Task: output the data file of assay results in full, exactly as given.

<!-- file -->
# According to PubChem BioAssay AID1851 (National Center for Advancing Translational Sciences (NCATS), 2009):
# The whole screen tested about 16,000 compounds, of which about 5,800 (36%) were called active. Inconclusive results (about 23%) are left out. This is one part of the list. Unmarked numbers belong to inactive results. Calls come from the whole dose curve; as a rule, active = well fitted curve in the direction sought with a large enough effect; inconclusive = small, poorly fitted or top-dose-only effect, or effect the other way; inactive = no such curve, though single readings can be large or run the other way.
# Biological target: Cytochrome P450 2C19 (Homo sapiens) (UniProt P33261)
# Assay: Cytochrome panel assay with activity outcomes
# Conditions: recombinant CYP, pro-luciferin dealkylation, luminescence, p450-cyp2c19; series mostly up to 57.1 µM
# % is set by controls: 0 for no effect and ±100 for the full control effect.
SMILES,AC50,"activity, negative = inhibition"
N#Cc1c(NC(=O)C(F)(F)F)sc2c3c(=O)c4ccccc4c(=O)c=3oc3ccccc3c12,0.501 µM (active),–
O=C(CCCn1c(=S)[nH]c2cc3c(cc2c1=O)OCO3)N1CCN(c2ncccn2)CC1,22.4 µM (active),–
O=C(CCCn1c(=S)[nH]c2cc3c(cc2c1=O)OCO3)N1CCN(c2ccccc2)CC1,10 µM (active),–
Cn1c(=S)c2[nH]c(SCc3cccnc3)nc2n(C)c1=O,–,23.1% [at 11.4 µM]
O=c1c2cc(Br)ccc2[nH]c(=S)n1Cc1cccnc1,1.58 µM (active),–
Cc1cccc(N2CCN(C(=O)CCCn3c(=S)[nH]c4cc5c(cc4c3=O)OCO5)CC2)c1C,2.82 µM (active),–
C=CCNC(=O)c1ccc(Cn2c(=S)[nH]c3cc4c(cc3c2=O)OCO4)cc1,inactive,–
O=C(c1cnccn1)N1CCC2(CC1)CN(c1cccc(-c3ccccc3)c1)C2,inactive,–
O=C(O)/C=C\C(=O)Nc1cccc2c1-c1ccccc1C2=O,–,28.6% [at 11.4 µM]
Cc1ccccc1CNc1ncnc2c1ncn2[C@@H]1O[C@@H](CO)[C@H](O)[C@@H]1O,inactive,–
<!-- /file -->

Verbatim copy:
# According to PubChem BioAssay AID1851 (National Center for Advancing Translational Sciences (NCATS), 2009):
# The whole screen tested about 16,000 compounds, of which about 5,800 (36%) were called active. Inconclusive results (about 23%) are left out. This is one part of the list. Unmarked numbers belong to inactive results. Calls come from the whole dose curve; as a rule, active = well fitted curve in the direction sought with a large enough effect; inconclusive = small, poorly fitted or top-dose-only effect, or effect the other way; inactive = no such curve, though single readings can be large or run the other way.
# Biological target: Cytochrome P450 2C19 (Homo sapiens) (UniProt P33261)
# Assay: Cytochrome panel assay with activity outcomes
# Conditions: recombinant CYP, pro-luciferin dealkylation, luminescence, p450-cyp2c19; series mostly up to 57.1 µM
# % is set by controls: 0 for no effect and ±100 for the full control effect.
SMILES,AC50,"activity, negative = inhibition"
N#Cc1c(NC(=O)C(F)(F)F)sc2c3c(=O)c4ccccc4c(=O)c=3oc3ccccc3c12,0.501 µM (active),–
O=C(CCCn1c(=S)[nH]c2cc3c(cc2c1=O)OCO3)N1CCN(c2ncccn2)CC1,22.4 µM (active),–
O=C(CCCn1c(=S)[nH]c2cc3c(cc2c1=O)OCO3)N1CCN(c2ccccc2)CC1,10 µM (active),–
Cn1c(=S)c2[nH]c(SCc3cccnc3)nc2n(C)c1=O,–,23.1% [at 11.4 µM]
O=c1c2cc(Br)ccc2[nH]c(=S)n1Cc1cccnc1,1.58 µM (active),–
Cc1cccc(N2CCN(C(=O)CCCn3c(=S)[nH]c4cc5c(cc4c3=O)OCO5)CC2)c1C,2.82 µM (active),–
C=CCNC(=O)c1ccc(Cn2c(=S)[nH]c3cc4c(cc3c2=O)OCO4)cc1,inactive,–
O=C(c1cnccn1)N1CCC2(CC1)CN(c1cccc(-c3ccccc3)c1)C2,inactive,–
O=C(O)/C=C\C(=O)Nc1cccc2c1-c1ccccc1C2=O,–,28.6% [at 11.4 µM]
Cc1ccccc1CNc1ncnc2c1ncn2[C@@H]1O[C@@H](CO)[C@H](O)[C@@H]1O,inactive,–